Criminal Justice Insider

An in-depth review and analysis and of emerging topics in both federal and New York State criminal law. This blog explores developments in substantive and procedural criminal law, providing practical insights to the latest case law and statutory changes.

Lock and the Key: Ethical Obligations of Prosecutors Concerning Exculpatory Evidence


Prosecutors wield an enormous amount power within the criminal justice system. It is within their sole discretion whether to bring charges against a defendant and what charges to bring. They are the only legal professionals allowed to present to a Grand Jury deliberating as to whether to indict a defendant. Because they harness the enormous power of the government, prosecutors have special ethical obligations.

Paramount amongst these is the requirement that a prosecutor must turn over any potentially exculpatory evidence, evidence that may exonerate a defendant of guilt in a criminal trial, he/she becomes aware of to the defense. This important protection was enshrined in the Supreme Court’s decision in Brady v. Maryland, 373 U.S. 83 (1963). In subsequent decisions, the Supreme Court has held that any evidence that can be used to impeach or otherwise undermine the credibility of the government’s witnesses is exculpatory in nature and must also be disclosed. See Giglio v. United States, 405 U.S. 150 (1972); United States v. Bagley, 473 U.S. 667 (1985). Further, the Supreme Court held in Weatherford v. Bursey, 429 U.S. 545, 559 (1997) that the disclosure must be sufficient time before trial for a defendant to be able to make effective use of the evidence. This timeframe has generally been interpreted to mean that disclosure is required shortly after the prosecution becomes aware of the exculpatory evidence.

The biggest flaw in this system is that the prosecutor, the very adversary of a defendant, has both the sole knowledge and possession of such exculpatory material. A prosecutor must review his/her file for such evidence and take a broad enough view of it to realize its exculpatory value. These perpetual affirmative obligations have predictably resulted in untimely disclosures too close to trial or failure by prosecutors to make the disclosure at all.

For this reason, on October 21, 2020, the federal government passed the Due Process Protection Act. This act amended Rule 5 of the Federal Rules of Criminal Procedure such that “…the judge shall issue an oral and written order to prosecution and defense counsel that confirms the disclosure obligation of the prosecutor under Brady v. Maryland, 373 U.S. 83 (1963) and its progeny, and the possible consequences of violating such order under applicable law.” This new rule serves as a clarion call to prosecutors to always be mindful of their Brady obligations.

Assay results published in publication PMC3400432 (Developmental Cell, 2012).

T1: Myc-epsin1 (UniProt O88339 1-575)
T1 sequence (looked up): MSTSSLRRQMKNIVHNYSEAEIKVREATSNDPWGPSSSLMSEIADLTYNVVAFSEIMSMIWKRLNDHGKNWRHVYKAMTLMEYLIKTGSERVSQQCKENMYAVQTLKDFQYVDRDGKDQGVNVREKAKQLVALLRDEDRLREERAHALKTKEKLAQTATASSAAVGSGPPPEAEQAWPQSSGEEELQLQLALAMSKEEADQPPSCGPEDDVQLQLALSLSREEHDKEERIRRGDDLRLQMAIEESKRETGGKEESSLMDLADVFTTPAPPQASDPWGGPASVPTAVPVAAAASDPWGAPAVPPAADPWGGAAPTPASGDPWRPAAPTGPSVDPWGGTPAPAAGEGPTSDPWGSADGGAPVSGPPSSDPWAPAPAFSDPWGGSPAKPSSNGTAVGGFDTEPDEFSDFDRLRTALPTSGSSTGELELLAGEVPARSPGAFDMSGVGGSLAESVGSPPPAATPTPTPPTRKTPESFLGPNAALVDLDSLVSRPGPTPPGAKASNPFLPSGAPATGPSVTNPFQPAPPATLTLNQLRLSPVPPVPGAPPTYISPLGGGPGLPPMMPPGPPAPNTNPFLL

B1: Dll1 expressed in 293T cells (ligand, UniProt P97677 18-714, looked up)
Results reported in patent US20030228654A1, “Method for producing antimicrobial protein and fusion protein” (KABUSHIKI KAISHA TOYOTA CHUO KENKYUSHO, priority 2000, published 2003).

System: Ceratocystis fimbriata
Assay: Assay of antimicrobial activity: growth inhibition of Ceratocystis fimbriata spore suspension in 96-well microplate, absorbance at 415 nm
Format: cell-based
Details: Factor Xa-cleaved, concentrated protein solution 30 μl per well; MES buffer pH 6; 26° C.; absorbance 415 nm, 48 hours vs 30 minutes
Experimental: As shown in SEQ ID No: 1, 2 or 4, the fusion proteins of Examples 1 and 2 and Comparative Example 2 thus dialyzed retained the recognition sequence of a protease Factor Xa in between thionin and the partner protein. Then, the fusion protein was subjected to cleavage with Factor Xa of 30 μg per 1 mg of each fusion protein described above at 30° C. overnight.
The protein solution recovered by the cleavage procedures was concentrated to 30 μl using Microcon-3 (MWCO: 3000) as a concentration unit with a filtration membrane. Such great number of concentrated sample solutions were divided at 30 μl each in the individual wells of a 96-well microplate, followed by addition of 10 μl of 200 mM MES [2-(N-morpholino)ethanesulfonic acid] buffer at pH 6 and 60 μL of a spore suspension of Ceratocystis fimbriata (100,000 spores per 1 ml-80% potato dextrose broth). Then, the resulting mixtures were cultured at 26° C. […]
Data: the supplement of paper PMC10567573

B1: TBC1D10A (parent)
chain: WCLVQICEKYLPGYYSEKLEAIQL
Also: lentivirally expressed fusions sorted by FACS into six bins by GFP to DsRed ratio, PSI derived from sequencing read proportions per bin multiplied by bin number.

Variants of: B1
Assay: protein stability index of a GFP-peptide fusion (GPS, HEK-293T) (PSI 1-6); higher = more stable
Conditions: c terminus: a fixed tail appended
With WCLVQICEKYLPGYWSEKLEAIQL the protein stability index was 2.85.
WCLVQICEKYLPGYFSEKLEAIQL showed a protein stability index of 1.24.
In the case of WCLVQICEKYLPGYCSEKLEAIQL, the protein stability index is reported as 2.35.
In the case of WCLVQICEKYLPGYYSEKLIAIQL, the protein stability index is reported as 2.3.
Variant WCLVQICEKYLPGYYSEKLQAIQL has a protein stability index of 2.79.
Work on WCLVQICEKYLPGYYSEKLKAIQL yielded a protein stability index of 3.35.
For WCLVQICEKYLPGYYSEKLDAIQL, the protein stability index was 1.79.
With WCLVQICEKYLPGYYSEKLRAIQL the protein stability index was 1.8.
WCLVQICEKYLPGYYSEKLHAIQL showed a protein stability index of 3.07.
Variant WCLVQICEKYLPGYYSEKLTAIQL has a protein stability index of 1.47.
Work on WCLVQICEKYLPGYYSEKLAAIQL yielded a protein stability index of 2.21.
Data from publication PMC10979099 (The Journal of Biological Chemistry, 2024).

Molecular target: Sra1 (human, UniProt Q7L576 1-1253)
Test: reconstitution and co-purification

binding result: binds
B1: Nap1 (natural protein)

Despite this enhanced protection, there are still issues with the untimely disclosure of exculpatory material. For example, as recently as February 17, 2021, Judge Alison Nathan of the District Court for the Southern District of New York took the U.S. Attorney’s Office to task in United States v. Ali Sadr Hashemi Nejad, 18-CR-224(AJN). In Nejad, the prosecutors failed to disclose a critical exculpatory document until days before trial. Once they realized their mistake, prosecutors buried the document in a list of previously transmitted documents and misled the Court into believing that the document had been previously disclosed. Judge Nathan called the prosecutor’s conduct, “grave derelictions of prosecutorial responsibility” and referred the matter to the Department of Justice’s Office of Professional Responsibility. This matter serves a clear rebuke to prosecutors who shirk their disclosure obligations as well as reminder of the inherent risks when one party is both the proverbial lock and key for exculpatory material.

Notably, the relief for a prosecutor’s failure to properly disclose exculpatory material is not absolute. A defendant who is the victim of such prosecutorial misconduct is only entitled to a new trial where the evidence withheld is material to guilt or innocence and there is a reasonable probability that the timely disclosure would have led to a different result. See Kyles v. Whitley, 514 U.S. 419 (1995). The defendant bears the initial weighty burden of demonstrating the failure to disclose, the materiality of the evidence, and the likely impact such evidence would have had on the outcome.

Lawmakers continue to struggle with leveling the playing field with regard to the disclosure of exculpatory evidence. Some state prosecutors have started to enact “open file” policies where prosecutors turn over their entire file to defense counsel. Until this practice becomes more widespread, or further protections are enacted, defense counsel must understand the mechanics of Brady disclosure and hold prosecutors accountable in adhering to the requirements.

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03.22.2021  |  PRACTICE AREAS: Criminal Defense

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